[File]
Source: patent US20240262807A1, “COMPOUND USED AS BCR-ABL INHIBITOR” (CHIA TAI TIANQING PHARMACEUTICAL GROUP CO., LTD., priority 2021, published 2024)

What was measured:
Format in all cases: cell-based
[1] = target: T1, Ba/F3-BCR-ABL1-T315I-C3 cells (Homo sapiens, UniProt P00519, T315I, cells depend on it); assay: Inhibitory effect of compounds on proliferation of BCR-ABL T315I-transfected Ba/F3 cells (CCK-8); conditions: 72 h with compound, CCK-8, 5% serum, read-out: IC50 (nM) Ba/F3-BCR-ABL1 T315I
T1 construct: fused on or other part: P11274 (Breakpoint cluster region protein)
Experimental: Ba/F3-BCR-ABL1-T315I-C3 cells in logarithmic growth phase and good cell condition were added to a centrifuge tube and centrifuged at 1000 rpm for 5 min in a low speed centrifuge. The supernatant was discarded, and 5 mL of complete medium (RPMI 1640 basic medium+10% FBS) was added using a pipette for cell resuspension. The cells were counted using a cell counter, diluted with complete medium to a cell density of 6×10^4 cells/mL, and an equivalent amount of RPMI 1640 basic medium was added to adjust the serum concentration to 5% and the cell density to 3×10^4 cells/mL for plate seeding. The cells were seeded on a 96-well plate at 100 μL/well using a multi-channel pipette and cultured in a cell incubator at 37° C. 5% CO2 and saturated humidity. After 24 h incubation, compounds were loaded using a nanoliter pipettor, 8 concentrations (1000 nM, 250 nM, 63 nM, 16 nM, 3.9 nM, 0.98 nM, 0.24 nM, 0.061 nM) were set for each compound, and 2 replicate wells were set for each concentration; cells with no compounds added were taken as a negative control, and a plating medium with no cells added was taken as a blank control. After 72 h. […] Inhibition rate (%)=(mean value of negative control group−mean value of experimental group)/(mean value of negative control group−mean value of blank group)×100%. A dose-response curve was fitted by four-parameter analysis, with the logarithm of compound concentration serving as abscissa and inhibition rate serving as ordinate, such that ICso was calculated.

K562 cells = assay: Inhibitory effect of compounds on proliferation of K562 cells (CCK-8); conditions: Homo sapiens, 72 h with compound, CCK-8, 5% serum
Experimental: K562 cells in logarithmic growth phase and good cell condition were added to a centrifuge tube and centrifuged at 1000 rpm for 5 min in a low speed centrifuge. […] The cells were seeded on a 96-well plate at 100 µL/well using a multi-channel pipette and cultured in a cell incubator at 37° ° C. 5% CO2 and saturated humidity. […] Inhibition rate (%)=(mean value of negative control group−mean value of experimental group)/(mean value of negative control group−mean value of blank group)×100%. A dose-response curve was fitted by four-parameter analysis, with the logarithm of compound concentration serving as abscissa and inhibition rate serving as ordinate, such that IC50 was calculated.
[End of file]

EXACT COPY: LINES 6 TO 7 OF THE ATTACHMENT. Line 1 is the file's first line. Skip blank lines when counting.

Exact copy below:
Experimental: Ba/F3-BCR-ABL1-T315I-C3 cells in logarithmic growth phase and good cell condition were added to a centrifuge tube and centrifuged at 1000 rpm for 5 min in a low speed centrifuge. The supernatant was discarded, and 5 mL of complete medium (RPMI 1640 basic medium+10% FBS) was added using a pipette for cell resuspension. The cells were counted using a cell counter, diluted with complete medium to a cell density of 6×10^4 cells/mL, and an equivalent amount of RPMI 1640 basic medium was added to adjust the serum concentration to 5% and the cell density to 3×10^4 cells/mL for plate seeding. The cells were seeded on a 96-well plate at 100 μL/well using a multi-channel pipette and cultured in a cell incubator at 37° C. 5% CO2 and saturated humidity. After 24 h incubation, compounds were loaded using a nanoliter pipettor, 8 concentrations (1000 nM, 250 nM, 63 nM, 16 nM, 3.9 nM, 0.98 nM, 0.24 nM, 0.061 nM) were set for each compound, and 2 replicate wells were set for each concentration; cells with no compounds added were taken as a negative control, and a plating medium with no cells added was taken as a blank control. After 72 h. […] Inhibition rate (%)=(mean value of negative control group−mean value of experimental group)/(mean value of negative control group−mean value of blank group)×100%. A dose-response curve was fitted by four-parameter analysis, with the logarithm of compound concentration serving as abscissa and inhibition rate serving as ordinate, such that ICso was calculated.

K562 cells = assay: Inhibitory effect of compounds on proliferation of K562 cells (CCK-8); conditions: Homo sapiens, 72 h with compound, CCK-8, 5% serum